Yesterday, October 16, Pope Francis called for governments around the world to collaborate to make migration a safer and voluntary choice, arguing that assuring food security for all requires tackling climate change and ending conflicts. He made the call at the global ceremony to mark World Food Day, held at the UN Food and Agriculture Organization (FAO) headquarters. This year's theme focused on addressing migration through investing in food security and rural development.
Pope Francis meets FAO Director-General José Graziano da Silva on World Food Day.
"It is clear that wars and climatic change are a cause of hunger, so let's not present it as if hunger is an incurable disease," the pontiff said during his key note address.
He called for a total commitment to gradual and systematic disarmament, and urged a change to lifestyles, the use of resources and the production and consumption of food to protect the planet.
In reference to the development of the Global Compact on Safe, Regular and Orderly Migration - the first agreement of its kind negotiated by governments under the auspices of the UN - he said, "Managing human mobility requires a coordinated, systematic intergovernmental action in line with existing international norms, and full of love and intelligence".
"What is at stake is the credibility of the whole international system," he added.
He also said it was unfortunate that "some" countries are moving away from the Paris Agreement on climate change.
Change the future of migration
Each year millions of people leave their homes to escape hunger, poverty and conflict.
"More and more people migrate because they do not have the option to remain in their homes and lands," said FAO Director-General José Graziano da Silva.
"It is our intention to address the root causes of migration, such as poverty, food insecurity, inequality, unemployment and lack of social protection. To save lives, we need to rebuild the environment in which people live, reinforcing their resilience and ensuring their livelihoods to offer them the possibility of a dignified way of life," he said.
World Food Day is being marked this year as global hunger rises for the first time in over a decade, affecting 815 million people or 11 per cent of the global population. The increase is largely due to the proliferation of violent conflicts and climate-related shocks which are also major drivers of distress migration.
Madagascar President Hery Martial Rakotoarimanana Rajaonarimampianina, whose country is facing the impacts of climate change, also spoke at the event.
"Young men and women are the most affected by (climate change-related) population displacements. If we want to change the paradigm of migration, we need to find solutions in the countries of origin," he said.
Hunger fuels migration
FAO believes that migration should be a choice, not a necessity, and FAO is working with partners and communities around the world to give people back that choice.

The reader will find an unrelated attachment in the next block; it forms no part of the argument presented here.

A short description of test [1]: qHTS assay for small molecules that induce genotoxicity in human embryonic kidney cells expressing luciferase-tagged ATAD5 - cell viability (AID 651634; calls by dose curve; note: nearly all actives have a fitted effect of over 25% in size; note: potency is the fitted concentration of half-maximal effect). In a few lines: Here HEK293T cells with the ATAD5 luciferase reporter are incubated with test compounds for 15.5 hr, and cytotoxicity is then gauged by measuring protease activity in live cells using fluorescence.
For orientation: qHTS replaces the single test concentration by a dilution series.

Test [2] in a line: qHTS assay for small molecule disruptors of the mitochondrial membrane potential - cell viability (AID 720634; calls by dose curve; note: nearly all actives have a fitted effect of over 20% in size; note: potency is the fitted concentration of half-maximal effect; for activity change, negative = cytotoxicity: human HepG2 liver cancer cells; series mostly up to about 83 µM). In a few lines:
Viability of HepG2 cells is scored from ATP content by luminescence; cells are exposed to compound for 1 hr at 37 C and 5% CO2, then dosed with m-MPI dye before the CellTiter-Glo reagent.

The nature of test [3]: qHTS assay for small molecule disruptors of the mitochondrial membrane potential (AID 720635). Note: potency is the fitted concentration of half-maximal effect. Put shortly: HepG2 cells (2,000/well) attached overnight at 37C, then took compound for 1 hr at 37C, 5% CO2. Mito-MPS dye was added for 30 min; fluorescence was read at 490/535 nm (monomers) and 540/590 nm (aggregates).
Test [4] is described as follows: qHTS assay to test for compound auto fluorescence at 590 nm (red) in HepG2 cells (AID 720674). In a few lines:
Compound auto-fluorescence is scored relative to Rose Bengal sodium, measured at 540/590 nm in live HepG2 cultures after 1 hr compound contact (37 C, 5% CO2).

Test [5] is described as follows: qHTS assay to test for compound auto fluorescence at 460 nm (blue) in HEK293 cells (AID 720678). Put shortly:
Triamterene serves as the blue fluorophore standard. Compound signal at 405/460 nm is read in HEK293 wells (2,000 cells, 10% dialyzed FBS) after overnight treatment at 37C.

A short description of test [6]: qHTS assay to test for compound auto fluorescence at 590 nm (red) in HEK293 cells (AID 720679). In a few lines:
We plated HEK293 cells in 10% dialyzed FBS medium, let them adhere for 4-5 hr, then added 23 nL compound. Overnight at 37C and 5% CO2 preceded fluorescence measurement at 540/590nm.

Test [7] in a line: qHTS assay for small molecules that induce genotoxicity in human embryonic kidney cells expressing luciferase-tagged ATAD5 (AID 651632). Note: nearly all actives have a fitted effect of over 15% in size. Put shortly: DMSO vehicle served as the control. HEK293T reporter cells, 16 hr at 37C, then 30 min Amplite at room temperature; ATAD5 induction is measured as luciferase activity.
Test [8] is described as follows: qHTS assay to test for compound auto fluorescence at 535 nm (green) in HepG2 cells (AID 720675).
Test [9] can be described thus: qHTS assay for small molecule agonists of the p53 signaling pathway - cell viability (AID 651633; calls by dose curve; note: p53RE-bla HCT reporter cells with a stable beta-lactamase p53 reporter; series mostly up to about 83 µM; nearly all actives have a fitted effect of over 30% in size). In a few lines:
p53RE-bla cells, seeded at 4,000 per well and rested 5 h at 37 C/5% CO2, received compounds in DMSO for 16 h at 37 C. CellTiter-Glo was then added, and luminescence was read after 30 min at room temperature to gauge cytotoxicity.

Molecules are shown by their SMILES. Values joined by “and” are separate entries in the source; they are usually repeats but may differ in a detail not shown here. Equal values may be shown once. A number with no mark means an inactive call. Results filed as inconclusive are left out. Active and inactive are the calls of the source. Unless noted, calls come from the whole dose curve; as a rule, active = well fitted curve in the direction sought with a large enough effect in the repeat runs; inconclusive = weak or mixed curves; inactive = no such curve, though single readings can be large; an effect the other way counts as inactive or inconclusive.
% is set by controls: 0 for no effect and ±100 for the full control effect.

Between 2008 and 2015, an average of 26.4 million people were displaced annually by climate or weather-related disasters alone. In total, there are currently an estimated 244 million international migrants, 40% more than in the year 2000. A large share of these migrants come from rural areas where more than three quarters of the world's poor depend on agriculture and natural resource-based livelihoods.
These large movements of people present complex challenges that require humanitarian and development solutions. Many of the triggers that cause people to migrate can be addressed by investing in rural development, supporting decent rural employment and ensuring social safety nets. This work also contributes to achieving the Sustainable Development Goal of Zero Hunger by 2030.
Ministers of agriculture from several of the Group of Seven (G7) nations also attended the World Food Day ceremony - testament to the important links between food security, rural development and migration. G7 representatives were Canada's Lawrence MacAulay, France's Stéphane Travert, Germany's Peter Bleser, Italy's Maurizio Martina, the United Kingdom's Therese Coffrey and the United States' Sonny Perdue. Japan's Ken Saito sent a statement of support.
Other participants in the ceremony were European Commissioner for Agriculture and Rural Development Phil Hogan, the President of the International Fund for Agricultural Development (IFAD) Gilbert F. Houngbo and the Executive Director of the World Food Programme (WFP) David Beasley.
"Inequalities and lack of opportunities in rural areas are a leading cause for the loss by communities of one of their most precious assets: their young people," Houngbo said. "My plea on World Food Day 2017 is for continued investment in rural transformation so that millions of young people can build a better life for themselves."
"The biggest problem we have today is war, man-made conflict. Eighty percent of the expenditure of WFP - over 6 billion dollars - is in man-made conflict zones like Syria, like Iraq, like Somalia… We will never achieve Zero Hunger by 2030 until we end conflict," Beasley said.